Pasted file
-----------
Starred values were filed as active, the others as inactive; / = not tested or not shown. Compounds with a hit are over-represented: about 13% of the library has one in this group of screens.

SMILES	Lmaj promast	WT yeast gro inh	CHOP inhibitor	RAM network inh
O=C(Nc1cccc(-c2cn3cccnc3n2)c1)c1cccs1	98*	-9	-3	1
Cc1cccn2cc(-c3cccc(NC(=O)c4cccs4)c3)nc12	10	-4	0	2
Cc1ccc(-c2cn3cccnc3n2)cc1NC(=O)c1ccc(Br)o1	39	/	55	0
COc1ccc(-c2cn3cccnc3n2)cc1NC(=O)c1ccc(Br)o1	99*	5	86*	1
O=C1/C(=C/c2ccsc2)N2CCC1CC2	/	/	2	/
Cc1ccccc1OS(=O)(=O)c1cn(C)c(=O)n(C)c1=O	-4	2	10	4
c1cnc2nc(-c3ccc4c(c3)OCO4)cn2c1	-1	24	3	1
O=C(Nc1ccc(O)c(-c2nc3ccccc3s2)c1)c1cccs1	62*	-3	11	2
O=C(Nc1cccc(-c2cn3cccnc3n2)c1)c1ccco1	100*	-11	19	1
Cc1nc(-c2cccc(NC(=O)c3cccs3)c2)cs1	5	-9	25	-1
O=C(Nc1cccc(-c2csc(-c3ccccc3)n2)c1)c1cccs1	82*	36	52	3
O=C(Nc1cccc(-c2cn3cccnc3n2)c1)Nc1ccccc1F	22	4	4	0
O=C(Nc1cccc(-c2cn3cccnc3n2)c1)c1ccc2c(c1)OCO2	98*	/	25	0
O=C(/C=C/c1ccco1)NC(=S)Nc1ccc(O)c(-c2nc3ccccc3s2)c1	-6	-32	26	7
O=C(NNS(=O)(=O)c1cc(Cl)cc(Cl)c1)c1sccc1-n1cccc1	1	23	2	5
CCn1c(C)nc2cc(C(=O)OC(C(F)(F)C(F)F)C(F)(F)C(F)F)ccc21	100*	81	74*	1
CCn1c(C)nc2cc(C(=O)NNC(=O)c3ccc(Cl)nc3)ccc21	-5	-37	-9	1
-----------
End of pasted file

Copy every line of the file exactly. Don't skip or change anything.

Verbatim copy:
Starred values were filed as active, the others as inactive; / = not tested or not shown. Compounds with a hit are over-represented: about 13% of the library has one in this group of screens.

SMILES	Lmaj promast	WT yeast gro inh	CHOP inhibitor	RAM network inh
O=C(Nc1cccc(-c2cn3cccnc3n2)c1)c1cccs1	98*	-9	-3	1
Cc1cccn2cc(-c3cccc(NC(=O)c4cccs4)c3)nc12	10	-4	0	2
Cc1ccc(-c2cn3cccnc3n2)cc1NC(=O)c1ccc(Br)o1	39	/	55	0
COc1ccc(-c2cn3cccnc3n2)cc1NC(=O)c1ccc(Br)o1	99*	5	86*	1
O=C1/C(=C/c2ccsc2)N2CCC1CC2	/	/	2	/
Cc1ccccc1OS(=O)(=O)c1cn(C)c(=O)n(C)c1=O	-4	2	10	4
c1cnc2nc(-c3ccc4c(c3)OCO4)cn2c1	-1	24	3	1
O=C(Nc1ccc(O)c(-c2nc3ccccc3s2)c1)c1cccs1	62*	-3	11	2
O=C(Nc1cccc(-c2cn3cccnc3n2)c1)c1ccco1	100*	-11	19	1
Cc1nc(-c2cccc(NC(=O)c3cccs3)c2)cs1	5	-9	25	-1
O=C(Nc1cccc(-c2csc(-c3ccccc3)n2)c1)c1cccs1	82*	36	52	3
O=C(Nc1cccc(-c2cn3cccnc3n2)c1)Nc1ccccc1F	22	4	4	0
O=C(Nc1cccc(-c2cn3cccnc3n2)c1)c1ccc2c(c1)OCO2	98*	/	25	0
O=C(/C=C/c1ccco1)NC(=S)Nc1ccc(O)c(-c2nc3ccccc3s2)c1	-6	-32	26	7
O=C(NNS(=O)(=O)c1cc(Cl)cc(Cl)c1)c1sccc1-n1cccc1	1	23	2	5
CCn1c(C)nc2cc(C(=O)OC(C(F)(F)C(F)F)C(F)(F)C(F)F)ccc21	100*	81	74*	1
CCn1c(C)nc2cc(C(=O)NNC(=O)c3ccc(Cl)nc3)ccc21	-5	-37	-9	1